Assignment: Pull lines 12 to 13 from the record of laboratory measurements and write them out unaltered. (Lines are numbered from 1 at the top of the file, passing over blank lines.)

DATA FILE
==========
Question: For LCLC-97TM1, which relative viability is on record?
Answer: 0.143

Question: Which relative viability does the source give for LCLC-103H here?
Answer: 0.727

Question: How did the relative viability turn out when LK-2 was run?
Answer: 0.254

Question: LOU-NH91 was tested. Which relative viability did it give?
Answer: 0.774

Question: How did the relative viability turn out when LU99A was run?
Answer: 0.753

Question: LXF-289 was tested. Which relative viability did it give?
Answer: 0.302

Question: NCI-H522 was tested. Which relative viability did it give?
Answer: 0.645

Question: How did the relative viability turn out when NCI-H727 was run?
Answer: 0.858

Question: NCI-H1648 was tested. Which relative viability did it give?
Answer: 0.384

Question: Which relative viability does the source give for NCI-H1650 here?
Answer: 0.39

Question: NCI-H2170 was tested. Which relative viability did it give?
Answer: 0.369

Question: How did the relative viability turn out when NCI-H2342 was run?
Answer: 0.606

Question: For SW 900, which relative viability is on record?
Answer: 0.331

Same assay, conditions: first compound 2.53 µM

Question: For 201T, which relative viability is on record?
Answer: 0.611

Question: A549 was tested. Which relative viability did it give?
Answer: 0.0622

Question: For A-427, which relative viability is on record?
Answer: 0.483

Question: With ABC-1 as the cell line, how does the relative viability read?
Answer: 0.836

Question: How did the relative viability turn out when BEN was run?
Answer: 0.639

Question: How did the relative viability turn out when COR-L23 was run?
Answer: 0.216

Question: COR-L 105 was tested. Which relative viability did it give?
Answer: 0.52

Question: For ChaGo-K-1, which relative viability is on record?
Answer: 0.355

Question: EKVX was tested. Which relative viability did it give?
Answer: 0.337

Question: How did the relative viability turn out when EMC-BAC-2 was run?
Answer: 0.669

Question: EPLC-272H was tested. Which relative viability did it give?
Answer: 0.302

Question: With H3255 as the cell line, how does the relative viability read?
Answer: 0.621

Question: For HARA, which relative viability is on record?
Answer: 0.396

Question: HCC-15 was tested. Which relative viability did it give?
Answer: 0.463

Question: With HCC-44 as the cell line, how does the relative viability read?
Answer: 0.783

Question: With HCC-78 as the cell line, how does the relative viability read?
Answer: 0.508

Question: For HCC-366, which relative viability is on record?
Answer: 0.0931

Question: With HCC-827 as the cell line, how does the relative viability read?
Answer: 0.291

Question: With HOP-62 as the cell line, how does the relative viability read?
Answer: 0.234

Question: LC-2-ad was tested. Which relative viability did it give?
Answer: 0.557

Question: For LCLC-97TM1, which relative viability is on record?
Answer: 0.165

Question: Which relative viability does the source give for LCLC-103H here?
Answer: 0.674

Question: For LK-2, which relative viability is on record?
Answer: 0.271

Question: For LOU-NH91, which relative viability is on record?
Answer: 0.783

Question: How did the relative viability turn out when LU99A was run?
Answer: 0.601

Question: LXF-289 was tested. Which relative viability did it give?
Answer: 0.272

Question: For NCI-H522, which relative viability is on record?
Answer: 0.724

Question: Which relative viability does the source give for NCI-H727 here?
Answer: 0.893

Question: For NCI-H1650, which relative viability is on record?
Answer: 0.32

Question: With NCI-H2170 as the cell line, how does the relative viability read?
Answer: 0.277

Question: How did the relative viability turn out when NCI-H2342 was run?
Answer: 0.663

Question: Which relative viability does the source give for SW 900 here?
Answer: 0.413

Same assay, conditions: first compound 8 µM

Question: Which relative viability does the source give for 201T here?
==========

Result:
Answer: 0.302

Question: NCI-H522 was tested. Which relative viability did it give?